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Satellites Map The Global Flow Of Oil

Jeddah’s seaport, Saudi Arabia. Image courtesy of the ESA.


Demand for oil has collapsed due to the coronavirus pandemic just as supply is about to strengthen because of a dispute between Russia and Saudi Arabia. As a result, oil prices have sunk to levels not seen since 2002.

As storage tanks around the world fill up, ESA-backed companies are using satellite data to map the flow of oil across the globe through shipping channels and pipelines in almost real time. The analysis allows producers, traders and governments to support the economy by taking informed decisions about the fuel that powers industry and heats homes.

Crude oil is pumped from underground reservoirs into storage tanks that can be seen from space. These cylindrical tanks have lids that float on top of the oil, to minimise any loss through evaporation and reduce the risk of toxic, flammable gases escaping.

Earth observation satellites circle the planet carrying optical cameras that can spot these tanks and measure their diameters.

Such satellites carry synthetic aperture radar instruments that can detect the rise and fall in the height of the lids. This enables the volume of oil flowing into and out of the facility to be calculated.

Some 65% of the world’s crude oil is traded by sea. Satellites can pick up the signals from automatic identification systems carried aboard large ships carrying oil, which enables people to track them as they load up with oil and transport it from one port to another.

OilX, a digital oil analytics company founded in London in 2018 with ESA support, is using satellite data to map the flow of the world’s oil for customers including traders, government departments and investment banks.

Florian Thaler, chief executive and co-founder of OilX, says: “The oil trader’s edge is no longer boots on the ground but eyes in the sky. We combine oil analytics, satellite technology and machine learning to deliver augmented intelligence to commodity markets. OilX is the world’s first digital oil analyst.”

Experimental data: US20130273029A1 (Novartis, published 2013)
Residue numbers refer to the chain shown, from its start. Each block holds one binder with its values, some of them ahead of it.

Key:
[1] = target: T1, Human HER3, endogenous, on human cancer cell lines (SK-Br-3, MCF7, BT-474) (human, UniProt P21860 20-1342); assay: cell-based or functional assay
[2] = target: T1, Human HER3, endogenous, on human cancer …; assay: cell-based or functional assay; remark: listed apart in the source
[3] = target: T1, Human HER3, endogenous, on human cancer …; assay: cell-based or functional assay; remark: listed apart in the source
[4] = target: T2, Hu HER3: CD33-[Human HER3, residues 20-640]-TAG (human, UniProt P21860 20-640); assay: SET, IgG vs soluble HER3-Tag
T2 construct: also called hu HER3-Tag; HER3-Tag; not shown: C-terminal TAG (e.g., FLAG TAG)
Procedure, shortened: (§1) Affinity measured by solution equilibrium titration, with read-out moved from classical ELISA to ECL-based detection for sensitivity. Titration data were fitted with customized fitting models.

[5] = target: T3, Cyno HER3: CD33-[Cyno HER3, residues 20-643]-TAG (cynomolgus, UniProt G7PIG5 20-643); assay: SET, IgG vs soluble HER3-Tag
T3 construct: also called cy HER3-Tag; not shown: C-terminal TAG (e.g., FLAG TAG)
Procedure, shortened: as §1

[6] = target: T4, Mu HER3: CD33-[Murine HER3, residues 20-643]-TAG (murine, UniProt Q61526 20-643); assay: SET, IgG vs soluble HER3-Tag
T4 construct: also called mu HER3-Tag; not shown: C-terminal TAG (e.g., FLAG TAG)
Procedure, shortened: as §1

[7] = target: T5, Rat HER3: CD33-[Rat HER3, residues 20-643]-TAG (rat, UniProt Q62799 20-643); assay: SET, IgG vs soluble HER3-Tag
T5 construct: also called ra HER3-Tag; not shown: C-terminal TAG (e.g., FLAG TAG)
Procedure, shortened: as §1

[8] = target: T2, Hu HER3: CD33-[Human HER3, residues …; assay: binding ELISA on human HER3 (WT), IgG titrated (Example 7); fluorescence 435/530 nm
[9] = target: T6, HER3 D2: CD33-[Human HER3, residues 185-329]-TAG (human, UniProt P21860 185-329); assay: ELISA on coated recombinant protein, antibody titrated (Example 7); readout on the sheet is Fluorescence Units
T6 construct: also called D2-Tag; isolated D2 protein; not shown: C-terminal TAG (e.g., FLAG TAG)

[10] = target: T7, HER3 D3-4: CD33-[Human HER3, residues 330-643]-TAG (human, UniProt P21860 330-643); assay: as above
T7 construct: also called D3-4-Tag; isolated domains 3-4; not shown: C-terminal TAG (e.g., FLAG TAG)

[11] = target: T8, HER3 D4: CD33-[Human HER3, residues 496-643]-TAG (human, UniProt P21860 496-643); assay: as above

Other companies are using satellite data to gain insight into when new oil production is likely to come onstream.

Gareth Morgan is founder and director of Terrabotics, which was founded in London in 2014 to monitor global natural resources supply chains throughout their lifecycles, and which has received ESA funding and business support.

The company uses data from Earth observation satellites to watch the construction of oil and gas wells, waiting for tell-tale signs that they are about to start production. It provides market intelligence to commodities traders, competitive intelligence to other companies working in the region and objective reporting to investors.

“Radar is a huge asset to us because of its global coverage and it works even through clouds and is quite robust to all weather conditions. We also use optical and infrared imagery to uniquely identify objects,” he says.

“It is about providing objective information at a time of uncertainty. Using satellite data when you are remote and cannot access sites is very useful. We can give insight into what other people are doing – and even what they are not doing.”

Nick Appleyard, Head of Downstream Business Applications at ESA, says: “ESA is helping to support the economy, as insights gleaned from space can guide global industries and help businesses to improve the speed, accuracy and efficiency of their decisions.

“We can see oil storage filling up around the world, because we have brought more oil out of the ground than we want to use. That means the price of oil has dropped and we should stop drilling for more. But that only happens accurately if the traders can see what is happening. The creative use of space data gives traders the information they need.”

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